E-voting is increasingly on the cards, but reformers remain sceptical.
As the short campaign of the this year’s general election begins apace, technologists and electoral reformers are wondering whether this will be the last time the country goes to the polls without access to some form of online voting.
Back in January the House of Commons speaker John Bercow again raised the possibility that the next election, expected in 2020 now that parliament has a five-year fixed term, could be the first in which citizens can vote online.
Experiments in other countries have led some to question the wisdom of such a move. Having worked as an election official in the 2008 US presidential election, Paco Hope, principal consultant at software security firm Cigital, warns that fraud could rise if the technology is implemented.
"I’m not sure that you can secure it," he says, arguing that the voting process could be hijacked by hackers. "We can’t make websites that are resistant to the type of attacks that target an election."
On the face of it e-voting is not dissimilar to postal voting, which has caused significant controversy due to allegations of voter fraud. Electoral authorities have no means of checking whether a particular postal vote was filled in by the correct person, and the process lacks the secrecy of casting the ballot in person.
Yet e-voting also opens up the possibility of the automated manipulation of votes, which could see voter fraud skyrocket. Not only could a person sell their credentials to someone else, effectively selling their vote, but the process could be hijacked on mass to rig the result.
As Hope points, we do put up with a fraud risk when it comes to financial transactions, but the possibility of voting fraud raises more fundamental questions over a citizens’ rights. He is unsure that people can accept a poll that is only a "probabilistic" measure of what people want, since a vote is supposed to lend democratic authority to those elected.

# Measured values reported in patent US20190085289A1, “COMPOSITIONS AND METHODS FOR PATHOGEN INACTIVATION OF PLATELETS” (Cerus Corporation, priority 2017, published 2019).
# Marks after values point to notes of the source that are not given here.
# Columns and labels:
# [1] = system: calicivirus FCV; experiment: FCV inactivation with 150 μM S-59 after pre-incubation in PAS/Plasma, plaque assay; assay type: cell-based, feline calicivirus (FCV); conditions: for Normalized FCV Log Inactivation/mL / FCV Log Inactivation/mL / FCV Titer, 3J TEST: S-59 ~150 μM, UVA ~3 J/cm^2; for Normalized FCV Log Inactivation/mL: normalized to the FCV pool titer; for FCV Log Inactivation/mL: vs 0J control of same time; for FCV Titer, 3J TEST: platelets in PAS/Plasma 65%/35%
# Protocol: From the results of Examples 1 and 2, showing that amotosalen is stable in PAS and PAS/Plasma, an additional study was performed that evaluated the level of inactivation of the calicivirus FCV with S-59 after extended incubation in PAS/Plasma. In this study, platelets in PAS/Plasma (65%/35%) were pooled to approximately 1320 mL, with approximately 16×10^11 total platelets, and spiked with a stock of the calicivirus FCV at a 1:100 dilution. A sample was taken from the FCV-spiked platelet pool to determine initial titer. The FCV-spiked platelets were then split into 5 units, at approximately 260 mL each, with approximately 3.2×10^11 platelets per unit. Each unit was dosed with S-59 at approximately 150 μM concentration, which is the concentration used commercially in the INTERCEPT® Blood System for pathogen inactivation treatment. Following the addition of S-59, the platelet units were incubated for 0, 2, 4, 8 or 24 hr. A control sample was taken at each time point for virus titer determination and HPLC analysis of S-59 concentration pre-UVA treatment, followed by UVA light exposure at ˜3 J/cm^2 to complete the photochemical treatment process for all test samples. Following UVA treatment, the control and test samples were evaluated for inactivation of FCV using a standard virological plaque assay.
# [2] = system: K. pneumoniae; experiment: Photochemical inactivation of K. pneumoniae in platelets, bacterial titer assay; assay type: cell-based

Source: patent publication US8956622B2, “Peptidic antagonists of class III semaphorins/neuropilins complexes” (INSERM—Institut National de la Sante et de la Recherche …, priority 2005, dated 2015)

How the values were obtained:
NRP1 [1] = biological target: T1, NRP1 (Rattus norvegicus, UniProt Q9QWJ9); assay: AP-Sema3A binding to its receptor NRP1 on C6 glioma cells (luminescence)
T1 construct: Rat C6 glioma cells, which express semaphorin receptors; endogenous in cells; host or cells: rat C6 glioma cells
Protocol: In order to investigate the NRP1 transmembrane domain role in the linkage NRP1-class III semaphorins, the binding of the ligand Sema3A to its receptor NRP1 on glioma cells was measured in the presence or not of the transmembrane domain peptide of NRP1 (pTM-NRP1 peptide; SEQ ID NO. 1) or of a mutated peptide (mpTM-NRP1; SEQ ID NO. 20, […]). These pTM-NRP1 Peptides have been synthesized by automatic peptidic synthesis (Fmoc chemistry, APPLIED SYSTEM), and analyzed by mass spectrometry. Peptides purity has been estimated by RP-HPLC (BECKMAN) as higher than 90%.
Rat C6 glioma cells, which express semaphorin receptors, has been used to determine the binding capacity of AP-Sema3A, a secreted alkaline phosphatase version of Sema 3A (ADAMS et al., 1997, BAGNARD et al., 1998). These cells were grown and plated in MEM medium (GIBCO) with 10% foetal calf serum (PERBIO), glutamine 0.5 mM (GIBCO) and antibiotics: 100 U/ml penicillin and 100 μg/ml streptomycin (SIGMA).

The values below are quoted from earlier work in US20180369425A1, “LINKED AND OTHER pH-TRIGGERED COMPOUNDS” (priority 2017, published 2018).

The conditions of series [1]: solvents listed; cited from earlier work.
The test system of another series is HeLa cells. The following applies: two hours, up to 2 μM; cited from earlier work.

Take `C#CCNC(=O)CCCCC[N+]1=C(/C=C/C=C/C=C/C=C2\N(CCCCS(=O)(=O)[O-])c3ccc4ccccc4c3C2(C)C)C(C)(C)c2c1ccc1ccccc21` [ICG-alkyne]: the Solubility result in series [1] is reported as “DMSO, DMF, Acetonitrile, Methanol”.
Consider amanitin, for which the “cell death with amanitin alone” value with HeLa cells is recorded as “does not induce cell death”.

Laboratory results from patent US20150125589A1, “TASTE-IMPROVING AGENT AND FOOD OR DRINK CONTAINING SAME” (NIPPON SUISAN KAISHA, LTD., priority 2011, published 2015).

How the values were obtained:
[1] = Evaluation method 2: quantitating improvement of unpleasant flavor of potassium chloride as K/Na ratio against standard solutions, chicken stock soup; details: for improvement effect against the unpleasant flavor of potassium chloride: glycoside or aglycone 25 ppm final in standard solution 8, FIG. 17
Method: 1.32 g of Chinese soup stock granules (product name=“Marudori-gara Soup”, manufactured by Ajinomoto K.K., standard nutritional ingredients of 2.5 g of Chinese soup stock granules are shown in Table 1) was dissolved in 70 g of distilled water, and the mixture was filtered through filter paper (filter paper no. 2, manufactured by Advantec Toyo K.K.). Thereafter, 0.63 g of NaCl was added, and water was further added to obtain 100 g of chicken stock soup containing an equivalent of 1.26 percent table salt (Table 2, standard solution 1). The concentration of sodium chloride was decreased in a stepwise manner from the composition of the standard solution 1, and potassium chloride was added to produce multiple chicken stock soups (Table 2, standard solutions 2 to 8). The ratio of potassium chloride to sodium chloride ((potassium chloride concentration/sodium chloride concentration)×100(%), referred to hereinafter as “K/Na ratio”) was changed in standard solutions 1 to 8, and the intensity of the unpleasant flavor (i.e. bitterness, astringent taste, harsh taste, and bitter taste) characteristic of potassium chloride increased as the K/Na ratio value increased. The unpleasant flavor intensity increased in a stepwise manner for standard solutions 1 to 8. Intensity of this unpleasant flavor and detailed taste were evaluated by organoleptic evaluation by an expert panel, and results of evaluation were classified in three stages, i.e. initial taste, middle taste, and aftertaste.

What he does concede is that the issue might come down to a cost-benefit analysis, much like a business case. Advocates of e-voting have argued that they raise participation, particularly among young people whose lack of interest in voting causes much angst among reformers.
Such a view is disputed by the Electoral Reform Society, a campaigning group. "Essentially we’re favour of innovations and we think lots of things should be tried to improve turnout, but electronic voting has not been shown to improve turnout in an election," a spokesman for the group said.
Other obstacles to voting include problems with implementing it. Following a report by the Speaker’s Commission on Digital Democracy, a Cabinet Office minister told the House of Commons that: "The fact electronic voting is incredibly rare across the globe I believe is testament to some of the problems delivering it."
Any electronic voting system might cost a huge amount to implement for the sake of only a few votes every parliament, and would have to contend with the British government’s unhappy record of installing IT systems. The coalition’s disastrous Universal Credit system is just the latest example of this, and is thought to have wasted at least £40m from the public purse.
Despite these complaints Hope believes that more attempts will be made to experiment with e-voting as democracies try to accommodate themselves "to the speed of modern life". One suggestion he has is that it be used between general elections to hold politicians to account more often than the current five years.
"I don’t think we can apply the same rules to an internet election as to the ballot box," he says. For a software security vendor who stands to make money securing such systems his pessimism is puzzling, CBR points out. "I just haven’t seen technology that I believe works."